Center for Strategic Communication

Not knowing who’s going to be president tomorrow might be the only thing in today’s election that unmoors national security. Photo: Flickr/joebeone

Let’s be real: The differences between President Obama and Gov. Mitt Romney don’t extend to national security. The campaign revealed that both candidates seeking the presidency on Tuesday will launch drone strikes and commando raids against terrorists, wind down the Afghanistan war, and pressure Iran. Probably the only thing that can unmoor U.S. foreign policy tonight is not knowing who won the election, which will mean chaos, doom, cats and dogs living together, and other mass hysteria.

While we’re not trying to play Nate Silver, there are a number of scenarios that make the resolution of the election uncertain. Maybe the margin of victory in critical states is thin enough to trigger a recount; maybe there are charges of voter suppression or fraud that delay an outcome; maybe confusing ballot designs trigger Bush vs. Gore 2.0; maybe something unforeseen happens. That has implications for national security: Remember how there was this massive terrorist attack 10 months after the Florida recount? The recount didn’t by any means lead inexorably to 9/11, but in the interests of caution, here’s a nightmare scenario for Wednesday-morning confusion.

First up: the scheduled automatic reductions to the Pentagon budget known as sequestration. During the lame-duck session of Congress that’ll begin after the election, the outgoing legislators have to find some budget compromise that averts nearly every non-personnel aspect of the military’s budget getting cut by 9.4 percent for the next decade. That compromise has been so elusive for so long that legislators like Rep. Buck McKeon (R-California), the chairman of the House Armed Services Committee, just want Congress to vote to delay the cuts in order to buy more time. But even agreeing on a punt is difficult, because sequester is supposed to be the mechanism that forces Democrats to cut social spending and forces Republicans to raise taxes, making the politics of sequestration dicey. Now imagine how much more difficult it will be for Congress to avert sequestration when half the country believes the other half stole an election.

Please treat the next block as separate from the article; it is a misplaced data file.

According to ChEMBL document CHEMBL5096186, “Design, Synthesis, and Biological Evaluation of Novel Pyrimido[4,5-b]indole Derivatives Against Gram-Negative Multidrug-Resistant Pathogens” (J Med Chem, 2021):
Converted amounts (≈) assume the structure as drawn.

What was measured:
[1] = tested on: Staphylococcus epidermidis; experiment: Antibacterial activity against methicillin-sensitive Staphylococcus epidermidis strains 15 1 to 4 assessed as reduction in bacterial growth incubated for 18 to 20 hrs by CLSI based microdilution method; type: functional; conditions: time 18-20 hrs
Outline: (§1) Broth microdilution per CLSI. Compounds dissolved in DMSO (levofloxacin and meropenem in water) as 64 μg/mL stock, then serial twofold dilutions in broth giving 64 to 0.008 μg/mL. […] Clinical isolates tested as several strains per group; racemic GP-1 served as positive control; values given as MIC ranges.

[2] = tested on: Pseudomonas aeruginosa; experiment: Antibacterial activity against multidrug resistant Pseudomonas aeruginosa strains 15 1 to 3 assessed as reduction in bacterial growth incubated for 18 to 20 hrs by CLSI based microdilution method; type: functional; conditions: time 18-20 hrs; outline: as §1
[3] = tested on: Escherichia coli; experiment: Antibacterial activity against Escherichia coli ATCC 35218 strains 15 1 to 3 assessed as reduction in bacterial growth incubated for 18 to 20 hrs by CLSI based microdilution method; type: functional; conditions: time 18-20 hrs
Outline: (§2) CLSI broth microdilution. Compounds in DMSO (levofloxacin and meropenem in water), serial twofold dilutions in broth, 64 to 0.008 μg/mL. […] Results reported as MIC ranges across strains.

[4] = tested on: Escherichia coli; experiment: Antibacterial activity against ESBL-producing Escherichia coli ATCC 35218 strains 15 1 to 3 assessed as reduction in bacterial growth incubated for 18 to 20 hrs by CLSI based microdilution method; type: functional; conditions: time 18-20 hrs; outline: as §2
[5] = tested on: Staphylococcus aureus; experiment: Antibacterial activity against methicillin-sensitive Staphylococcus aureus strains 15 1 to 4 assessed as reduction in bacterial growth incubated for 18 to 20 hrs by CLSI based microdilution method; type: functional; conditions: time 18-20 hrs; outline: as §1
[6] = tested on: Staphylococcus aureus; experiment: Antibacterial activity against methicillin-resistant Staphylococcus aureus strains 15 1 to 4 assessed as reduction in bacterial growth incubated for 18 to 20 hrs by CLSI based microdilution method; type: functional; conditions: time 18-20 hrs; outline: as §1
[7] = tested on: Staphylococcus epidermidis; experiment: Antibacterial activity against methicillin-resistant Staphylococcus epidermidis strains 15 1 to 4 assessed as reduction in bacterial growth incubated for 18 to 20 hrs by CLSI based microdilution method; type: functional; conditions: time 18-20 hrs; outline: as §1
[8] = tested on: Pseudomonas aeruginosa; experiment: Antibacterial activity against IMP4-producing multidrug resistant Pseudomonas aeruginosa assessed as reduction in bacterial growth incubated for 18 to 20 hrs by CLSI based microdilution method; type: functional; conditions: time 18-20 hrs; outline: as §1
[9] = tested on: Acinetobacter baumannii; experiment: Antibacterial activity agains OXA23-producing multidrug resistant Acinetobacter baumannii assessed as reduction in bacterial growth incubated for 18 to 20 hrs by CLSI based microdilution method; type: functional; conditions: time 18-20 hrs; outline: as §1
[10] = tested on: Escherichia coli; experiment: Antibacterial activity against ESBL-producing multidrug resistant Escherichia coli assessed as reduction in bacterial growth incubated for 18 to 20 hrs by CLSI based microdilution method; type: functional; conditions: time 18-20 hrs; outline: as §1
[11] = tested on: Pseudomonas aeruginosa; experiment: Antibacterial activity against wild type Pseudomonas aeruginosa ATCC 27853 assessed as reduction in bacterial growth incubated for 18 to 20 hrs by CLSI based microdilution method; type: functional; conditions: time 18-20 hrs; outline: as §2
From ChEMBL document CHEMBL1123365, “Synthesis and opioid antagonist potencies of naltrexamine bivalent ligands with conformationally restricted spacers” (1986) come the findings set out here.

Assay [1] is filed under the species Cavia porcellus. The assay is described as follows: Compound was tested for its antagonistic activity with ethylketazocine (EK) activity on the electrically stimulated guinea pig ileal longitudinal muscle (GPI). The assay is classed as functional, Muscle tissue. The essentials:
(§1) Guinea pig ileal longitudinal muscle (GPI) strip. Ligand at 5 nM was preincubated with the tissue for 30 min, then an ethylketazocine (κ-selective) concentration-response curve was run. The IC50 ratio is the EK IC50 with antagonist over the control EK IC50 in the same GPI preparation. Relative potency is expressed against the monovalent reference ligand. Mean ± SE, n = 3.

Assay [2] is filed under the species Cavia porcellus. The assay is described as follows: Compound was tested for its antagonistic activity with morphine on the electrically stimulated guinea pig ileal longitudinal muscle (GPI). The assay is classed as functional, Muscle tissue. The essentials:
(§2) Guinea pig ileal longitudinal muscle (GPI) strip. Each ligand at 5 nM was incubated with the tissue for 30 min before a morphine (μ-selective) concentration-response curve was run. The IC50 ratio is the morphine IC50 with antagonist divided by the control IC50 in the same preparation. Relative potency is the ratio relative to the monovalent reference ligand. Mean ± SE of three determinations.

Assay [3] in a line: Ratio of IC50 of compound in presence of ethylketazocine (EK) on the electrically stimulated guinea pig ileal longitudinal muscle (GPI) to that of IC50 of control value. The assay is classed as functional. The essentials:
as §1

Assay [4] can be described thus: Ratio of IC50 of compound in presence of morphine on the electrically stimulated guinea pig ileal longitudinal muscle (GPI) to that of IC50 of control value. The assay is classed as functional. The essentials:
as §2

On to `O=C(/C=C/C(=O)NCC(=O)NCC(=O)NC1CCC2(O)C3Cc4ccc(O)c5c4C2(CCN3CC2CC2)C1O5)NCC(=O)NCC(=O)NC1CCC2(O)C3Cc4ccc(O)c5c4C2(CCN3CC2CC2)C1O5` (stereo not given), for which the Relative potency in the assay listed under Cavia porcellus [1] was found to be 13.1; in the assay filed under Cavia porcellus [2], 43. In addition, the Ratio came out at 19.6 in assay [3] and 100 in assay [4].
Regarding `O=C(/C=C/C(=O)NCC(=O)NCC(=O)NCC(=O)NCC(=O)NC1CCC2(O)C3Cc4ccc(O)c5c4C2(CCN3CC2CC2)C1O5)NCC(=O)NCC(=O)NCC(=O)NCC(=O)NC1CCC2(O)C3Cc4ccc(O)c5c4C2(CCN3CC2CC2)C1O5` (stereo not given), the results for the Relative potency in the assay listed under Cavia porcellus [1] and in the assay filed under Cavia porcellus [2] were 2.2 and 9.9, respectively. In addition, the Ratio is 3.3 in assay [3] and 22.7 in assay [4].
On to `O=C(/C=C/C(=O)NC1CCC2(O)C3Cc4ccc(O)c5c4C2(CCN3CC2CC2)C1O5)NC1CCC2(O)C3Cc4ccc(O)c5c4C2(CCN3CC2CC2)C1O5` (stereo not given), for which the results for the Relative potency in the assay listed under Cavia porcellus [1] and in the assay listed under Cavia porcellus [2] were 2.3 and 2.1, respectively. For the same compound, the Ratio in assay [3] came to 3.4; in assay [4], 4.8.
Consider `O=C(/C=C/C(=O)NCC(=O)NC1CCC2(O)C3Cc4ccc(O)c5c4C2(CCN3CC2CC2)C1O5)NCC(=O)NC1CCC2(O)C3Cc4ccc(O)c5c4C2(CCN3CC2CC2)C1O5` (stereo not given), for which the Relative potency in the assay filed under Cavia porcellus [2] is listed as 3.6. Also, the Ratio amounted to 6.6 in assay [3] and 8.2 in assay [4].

That’s just in the United States. The rest of the world could easily get restive as the U.S. stumbles to declare its next president. Iran could take advantage of the confusion by enriching more uranium on the hunch that the U.S. will be too preoccupied to stop it. Israel’s Benjamin Netanyahu signaled in September that he’d wait until at least next spring to consider attacking Iran; maybe that calculation shifts if Netanyahu — who on Tuesday said he was comfortable with striking Iran unilaterally — doesn’t know who in the White House might back him up. Afghanistan is going through not only the traditional post-summer lull in fighting but a forthcoming leadership change in U.S. generalship that might seem to the Taliban like an opportunity.

It’s not just what foreigners do. The absence of direction can wreak havoc with the machinery of security, from the planning to the acquisition and research that happens every day at the Pentagon. That’s among the reasons why the constellation of contractors around the military dislike the occasional prospect of a government shutdown. Now combine that with the anxiety over sequestration, and you’ve got a bureaucracy overwhelmed by existing challenges and unable to implement new initiatives. And that’s just at the Pentagon. Diplomacy becomes a matter of treading geopolitical water in the absence of guidance. Sure, the deputy assistant secretary of whatever isn’t going to grab the nuclear football, but still: not helpful.

Yes, the world will keep spinning until the election is resolved. But the longer it takes, the greater the potential for the problems that president will face to metastasize and compound. The 9/11 Commission didn’t connect the 2000 recount to the 9/11 attacks, but the recount couldn’t have helped U.S. officials attempt to avert disaster. Better for everyone to vote. Think of it less of a civic duty and more as a preventive maneuver against our certain, horrible demise.